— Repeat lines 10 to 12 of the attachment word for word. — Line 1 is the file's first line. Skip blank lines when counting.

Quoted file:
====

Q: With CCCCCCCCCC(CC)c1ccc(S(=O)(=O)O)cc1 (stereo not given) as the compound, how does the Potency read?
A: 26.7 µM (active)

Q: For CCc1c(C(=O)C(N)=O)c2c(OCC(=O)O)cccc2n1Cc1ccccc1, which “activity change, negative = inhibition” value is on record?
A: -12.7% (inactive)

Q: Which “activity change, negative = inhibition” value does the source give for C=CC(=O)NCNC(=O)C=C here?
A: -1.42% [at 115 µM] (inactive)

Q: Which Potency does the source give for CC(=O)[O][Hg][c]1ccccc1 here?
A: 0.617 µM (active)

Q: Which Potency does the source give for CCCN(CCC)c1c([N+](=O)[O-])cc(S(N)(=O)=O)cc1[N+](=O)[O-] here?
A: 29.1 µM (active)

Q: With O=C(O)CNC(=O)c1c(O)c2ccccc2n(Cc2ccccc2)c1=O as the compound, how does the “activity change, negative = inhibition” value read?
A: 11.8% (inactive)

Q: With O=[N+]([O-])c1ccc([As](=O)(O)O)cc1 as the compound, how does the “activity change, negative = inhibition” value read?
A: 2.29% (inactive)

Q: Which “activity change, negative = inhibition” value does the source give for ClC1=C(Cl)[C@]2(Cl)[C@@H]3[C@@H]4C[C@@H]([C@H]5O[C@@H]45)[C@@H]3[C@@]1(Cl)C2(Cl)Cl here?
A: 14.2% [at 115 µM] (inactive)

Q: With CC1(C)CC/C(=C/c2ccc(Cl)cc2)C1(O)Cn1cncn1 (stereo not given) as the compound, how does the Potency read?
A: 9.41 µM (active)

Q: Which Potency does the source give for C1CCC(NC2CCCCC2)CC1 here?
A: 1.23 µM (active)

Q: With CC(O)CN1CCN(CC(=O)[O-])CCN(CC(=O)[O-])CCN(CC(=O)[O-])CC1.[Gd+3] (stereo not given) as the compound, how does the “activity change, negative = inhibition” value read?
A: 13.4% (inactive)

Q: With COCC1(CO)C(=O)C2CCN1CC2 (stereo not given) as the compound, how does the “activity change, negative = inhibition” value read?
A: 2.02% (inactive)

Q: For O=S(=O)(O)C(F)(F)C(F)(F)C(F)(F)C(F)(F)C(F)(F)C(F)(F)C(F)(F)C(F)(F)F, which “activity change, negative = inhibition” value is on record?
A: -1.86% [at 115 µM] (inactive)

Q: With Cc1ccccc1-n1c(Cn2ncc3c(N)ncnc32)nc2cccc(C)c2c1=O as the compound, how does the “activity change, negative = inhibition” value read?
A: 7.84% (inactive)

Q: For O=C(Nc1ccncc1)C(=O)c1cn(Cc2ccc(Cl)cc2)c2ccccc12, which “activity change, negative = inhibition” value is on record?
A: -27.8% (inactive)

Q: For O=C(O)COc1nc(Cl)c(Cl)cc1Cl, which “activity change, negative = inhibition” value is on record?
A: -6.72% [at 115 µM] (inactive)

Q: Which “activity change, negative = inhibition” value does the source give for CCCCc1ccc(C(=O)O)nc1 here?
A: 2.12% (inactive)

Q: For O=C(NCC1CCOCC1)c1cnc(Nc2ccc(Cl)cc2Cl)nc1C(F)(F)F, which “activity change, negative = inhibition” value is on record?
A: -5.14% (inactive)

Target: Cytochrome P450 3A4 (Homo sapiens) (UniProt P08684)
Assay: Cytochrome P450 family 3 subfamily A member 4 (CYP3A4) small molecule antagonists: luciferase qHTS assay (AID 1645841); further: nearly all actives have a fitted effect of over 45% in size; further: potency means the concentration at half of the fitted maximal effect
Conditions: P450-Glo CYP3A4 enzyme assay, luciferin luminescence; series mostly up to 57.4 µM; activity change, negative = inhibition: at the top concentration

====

A: 29.1 µM (active)

Q: With O=C(O)CNC(=O)c1c(O)c2ccccc2n(Cc2ccccc2)c1=O as the compound, how does the “activity change, negative = inhibition” value read?
A: 11.8% (inactive)